Heg. 859by Greeks, whom some Saracens had persuaded to shake off the yoke of their emperor. . Fulk Villaret, at that time grand master of Saint John of Jerusalem, interested the pope, and most of the Christian princes, in this enterprise. In the fourteenth century, Clement V. published a crusade, to which a multitude of Latin Christians earnestly contributed. All the money, which the Faithful brought in abundance, was received, and only the best foldiers admitted' on board the vessels of the Order, the grand master preferring an army less numerous, but on which he could depend, to a crowd of men without choice, with ! out strength, and without discipline, such as had composed the former crusades, when they had served only to scandalize, to confuse, and to spread contagious diseases. Villaret wished to: obtain the investiture of the isle of Rhodes from the Greek emperor, to whom it had belonged. He offered him a tribute, and the annual service of three hundred knights; but Andronicus, who was at that time on the throne of Constantinople, hated the Latins too much to grant them any thing that might lead to an union of the two Churches. After a formal refusal, the grand master undertook the conquest which he had meditated. The consent of the Greek emperor would not have diminished the fatigues of this war, which was very bloody, and lasted four years.
J:C.6455. At length the order of St. John got poffefsion of Heg. 859. L a fine sovereignty, which it owed to the valour of
its votaries, and to the pecuniary fuccours of all the princes of Europe. A short time after, the knights of Rhodes, for so they were called after their conquest, were enriched with the spoils of chefe unfortunate Templars, whose crimes are a problem in history, and whose punishment was a
scandal throughout Christendom. , The Order The poffeffion of the isle of Rhodes changed of St. John gives um- the nature of the war, which the knights of St. ;. Mahomet. John had to make continually against the Infi
dels : instead of forming squadrons of horse, they armed vessels; and, as Palestine was always their main object, they attacked the soudan of Egypt, who became their principal enemy. Their success and riches having augmented their glory, Mahomet II. the new emperor of Constantinople, looked on them as very dangerous neighbours. He sent à chiau* to fummon them to pay him tribute, and to acknowledge the emperor of Conftantinople for high sovereign of their island, Rhodes having been always held of the owner of that city. John Lastic, at that time grand master, replied, that the knights were indebted to God and their swords alone, for the poffeffion of the island ; that as they had taken it, so they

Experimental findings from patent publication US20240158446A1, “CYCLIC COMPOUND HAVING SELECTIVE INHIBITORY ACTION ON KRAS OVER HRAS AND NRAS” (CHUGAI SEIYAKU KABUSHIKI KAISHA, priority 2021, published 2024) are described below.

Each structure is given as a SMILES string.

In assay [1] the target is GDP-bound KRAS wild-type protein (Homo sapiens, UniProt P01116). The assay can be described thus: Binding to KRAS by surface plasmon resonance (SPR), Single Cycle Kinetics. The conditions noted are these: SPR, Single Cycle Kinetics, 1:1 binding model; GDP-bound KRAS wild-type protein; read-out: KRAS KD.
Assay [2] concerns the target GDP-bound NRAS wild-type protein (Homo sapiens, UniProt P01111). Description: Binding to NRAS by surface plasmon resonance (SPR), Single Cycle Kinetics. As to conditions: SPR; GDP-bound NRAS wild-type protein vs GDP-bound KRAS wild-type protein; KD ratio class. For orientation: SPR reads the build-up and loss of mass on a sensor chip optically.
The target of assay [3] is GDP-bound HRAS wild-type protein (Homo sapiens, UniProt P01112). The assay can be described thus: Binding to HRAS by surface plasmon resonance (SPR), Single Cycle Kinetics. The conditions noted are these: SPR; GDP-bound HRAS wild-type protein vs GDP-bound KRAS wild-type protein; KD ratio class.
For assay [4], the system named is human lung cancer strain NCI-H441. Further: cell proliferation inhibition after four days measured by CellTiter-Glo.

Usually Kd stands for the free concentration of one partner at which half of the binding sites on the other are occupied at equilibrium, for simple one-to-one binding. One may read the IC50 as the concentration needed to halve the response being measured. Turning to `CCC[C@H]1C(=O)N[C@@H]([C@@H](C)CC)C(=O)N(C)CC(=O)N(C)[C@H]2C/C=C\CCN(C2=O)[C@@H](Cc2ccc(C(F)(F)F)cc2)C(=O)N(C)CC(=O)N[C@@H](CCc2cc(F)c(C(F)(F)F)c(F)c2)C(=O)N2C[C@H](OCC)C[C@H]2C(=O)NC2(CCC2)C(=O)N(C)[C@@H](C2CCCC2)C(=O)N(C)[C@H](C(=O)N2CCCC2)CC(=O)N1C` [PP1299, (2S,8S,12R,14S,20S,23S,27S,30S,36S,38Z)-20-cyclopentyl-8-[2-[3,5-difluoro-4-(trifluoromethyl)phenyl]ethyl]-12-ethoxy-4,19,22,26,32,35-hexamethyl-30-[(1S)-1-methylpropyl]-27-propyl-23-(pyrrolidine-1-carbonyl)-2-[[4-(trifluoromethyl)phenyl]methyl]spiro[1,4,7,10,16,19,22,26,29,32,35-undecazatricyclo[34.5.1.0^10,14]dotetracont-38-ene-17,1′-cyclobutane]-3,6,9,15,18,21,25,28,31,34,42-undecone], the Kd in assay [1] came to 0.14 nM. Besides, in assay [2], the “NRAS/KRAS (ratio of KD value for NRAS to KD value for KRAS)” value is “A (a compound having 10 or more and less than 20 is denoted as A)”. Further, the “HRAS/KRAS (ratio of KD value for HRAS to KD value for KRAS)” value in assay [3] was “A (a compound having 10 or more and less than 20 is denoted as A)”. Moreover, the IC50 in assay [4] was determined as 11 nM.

* A fort of tip-staff, or bailiff; a messenger. Most of the Turkille words made use of in this work, will be explained in the Index. .
would defend it; and that their duty and faith 1:C. 1458
Heg. 859. had made them enemies of the Mahometans, not their tributaries. After this spirited ana swer, the knights exerted every effort to repulse.. the attack which they had reason to expect. All the subjects of the Order, fcattered over Christendom, were summoned to come and defend their chief place. On these occafions a numerous nobility and gentry, who were neither engaged, nor even admitted into the Order, were eager to come to its defence. The spirit of the crusades still fubfifted, and it was considered as more meritorious to defend the Christian religion, in arms, than to publish and extend it by the voice of persuasion or good example. In fact, Mahomet sent foon thirty galleys, whilst he prepared to come himself and beliege Rhodes with a more considerable force. The first attempts of his fleet were unfortunate. The knights, that were assembled rowed out against the Turks, and obliged them to retreat.
Other affairs of more importance constrained J.C. 1456. the fultan to postpone the revenging of this first sice of doss. He learned that pope. Calixtus III. was Belgrade. forming a league against him, in which he had included the king of Hungary, the king of Arragon, the duke of Burgundy, the republics of Venice and Genoa, the knights of Rhodes, and feveral other Italian powers. The pope had likewise sent a legate to Charles VII. king of